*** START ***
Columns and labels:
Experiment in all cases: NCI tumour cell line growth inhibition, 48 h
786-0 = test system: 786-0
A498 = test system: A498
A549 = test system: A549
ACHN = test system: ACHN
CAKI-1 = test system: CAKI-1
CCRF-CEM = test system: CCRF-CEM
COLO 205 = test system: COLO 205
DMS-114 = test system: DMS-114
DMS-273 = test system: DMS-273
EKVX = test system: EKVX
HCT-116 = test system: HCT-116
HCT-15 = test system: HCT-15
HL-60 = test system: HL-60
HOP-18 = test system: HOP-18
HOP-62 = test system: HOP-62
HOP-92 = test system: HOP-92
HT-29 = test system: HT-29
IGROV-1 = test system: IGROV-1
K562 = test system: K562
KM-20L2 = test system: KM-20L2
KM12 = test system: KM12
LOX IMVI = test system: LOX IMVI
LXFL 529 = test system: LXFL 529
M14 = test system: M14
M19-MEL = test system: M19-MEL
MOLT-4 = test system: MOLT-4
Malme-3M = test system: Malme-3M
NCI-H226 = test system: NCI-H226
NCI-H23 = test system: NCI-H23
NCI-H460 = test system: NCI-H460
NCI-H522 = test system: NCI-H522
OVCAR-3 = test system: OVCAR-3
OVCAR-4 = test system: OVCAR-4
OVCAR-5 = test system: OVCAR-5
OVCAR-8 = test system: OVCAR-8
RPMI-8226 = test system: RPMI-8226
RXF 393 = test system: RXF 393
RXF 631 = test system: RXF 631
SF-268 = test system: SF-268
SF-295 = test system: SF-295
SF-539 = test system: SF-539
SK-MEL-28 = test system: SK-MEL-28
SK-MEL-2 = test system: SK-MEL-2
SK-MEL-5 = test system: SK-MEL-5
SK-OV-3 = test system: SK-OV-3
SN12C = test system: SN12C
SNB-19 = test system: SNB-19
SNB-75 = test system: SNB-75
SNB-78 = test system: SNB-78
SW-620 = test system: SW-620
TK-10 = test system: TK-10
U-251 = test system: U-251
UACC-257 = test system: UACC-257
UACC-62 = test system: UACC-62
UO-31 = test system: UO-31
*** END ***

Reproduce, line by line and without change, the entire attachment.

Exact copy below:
Columns and labels:
Experiment in all cases: NCI tumour cell line growth inhibition, 48 h
786-0 = test system: 786-0
A498 = test system: A498
A549 = test system: A549
ACHN = test system: ACHN
CAKI-1 = test system: CAKI-1
CCRF-CEM = test system: CCRF-CEM
COLO 205 = test system: COLO 205
DMS-114 = test system: DMS-114
DMS-273 = test system: DMS-273
EKVX = test system: EKVX
HCT-116 = test system: HCT-116
HCT-15 = test system: HCT-15
HL-60 = test system: HL-60
HOP-18 = test system: HOP-18
HOP-62 = test system: HOP-62
HOP-92 = test system: HOP-92
HT-29 = test system: HT-29
IGROV-1 = test system: IGROV-1
K562 = test system: K562
KM-20L2 = test system: KM-20L2
KM12 = test system: KM12
LOX IMVI = test system: LOX IMVI
LXFL 529 = test system: LXFL 529
M14 = test system: M14
M19-MEL = test system: M19-MEL
MOLT-4 = test system: MOLT-4
Malme-3M = test system: Malme-3M
NCI-H226 = test system: NCI-H226
NCI-H23 = test system: NCI-H23
NCI-H460 = test system: NCI-H460
NCI-H522 = test system: NCI-H522
OVCAR-3 = test system: OVCAR-3
OVCAR-4 = test system: OVCAR-4
OVCAR-5 = test system: OVCAR-5
OVCAR-8 = test system: OVCAR-8
RPMI-8226 = test system: RPMI-8226
RXF 393 = test system: RXF 393
RXF 631 = test system: RXF 631
SF-268 = test system: SF-268
SF-295 = test system: SF-295
SF-539 = test system: SF-539
SK-MEL-28 = test system: SK-MEL-28
SK-MEL-2 = test system: SK-MEL-2
SK-MEL-5 = test system: SK-MEL-5
SK-OV-3 = test system: SK-OV-3
SN12C = test system: SN12C
SNB-19 = test system: SNB-19
SNB-75 = test system: SNB-75
SNB-78 = test system: SNB-78
SW-620 = test system: SW-620
TK-10 = test system: TK-10
U-251 = test system: U-251
UACC-257 = test system: UACC-257
UACC-62 = test system: UACC-62
UO-31 = test system: UO-31